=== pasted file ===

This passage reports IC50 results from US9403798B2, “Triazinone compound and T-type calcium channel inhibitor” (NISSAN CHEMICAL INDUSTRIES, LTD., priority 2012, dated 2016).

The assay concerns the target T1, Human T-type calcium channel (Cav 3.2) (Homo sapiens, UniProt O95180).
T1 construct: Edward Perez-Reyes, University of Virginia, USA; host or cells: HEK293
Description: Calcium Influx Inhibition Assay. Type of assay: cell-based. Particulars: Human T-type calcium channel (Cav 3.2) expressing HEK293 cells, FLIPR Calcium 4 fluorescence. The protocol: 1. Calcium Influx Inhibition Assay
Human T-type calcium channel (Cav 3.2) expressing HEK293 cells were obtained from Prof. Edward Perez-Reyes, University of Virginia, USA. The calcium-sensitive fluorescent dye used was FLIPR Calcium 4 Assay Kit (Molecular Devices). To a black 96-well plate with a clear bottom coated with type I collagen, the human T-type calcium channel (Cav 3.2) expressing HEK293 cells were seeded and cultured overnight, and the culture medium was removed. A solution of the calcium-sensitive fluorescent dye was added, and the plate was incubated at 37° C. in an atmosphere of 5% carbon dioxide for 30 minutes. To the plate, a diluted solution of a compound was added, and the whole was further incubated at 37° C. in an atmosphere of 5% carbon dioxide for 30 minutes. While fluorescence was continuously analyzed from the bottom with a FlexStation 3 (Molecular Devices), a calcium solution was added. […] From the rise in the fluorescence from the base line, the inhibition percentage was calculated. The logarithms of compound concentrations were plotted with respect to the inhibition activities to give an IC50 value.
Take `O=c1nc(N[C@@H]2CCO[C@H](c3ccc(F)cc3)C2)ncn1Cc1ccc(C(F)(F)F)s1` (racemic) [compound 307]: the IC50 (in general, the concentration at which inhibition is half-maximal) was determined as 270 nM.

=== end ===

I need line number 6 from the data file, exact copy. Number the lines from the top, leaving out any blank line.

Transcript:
Take `O=c1nc(N[C@@H]2CCO[C@H](c3ccc(F)cc3)C2)ncn1Cc1ccc(C(F)(F)F)s1` (racemic) [compound 307]: the IC50 (in general, the concentration at which inhibition is half-maximal) was determined as 270 nM.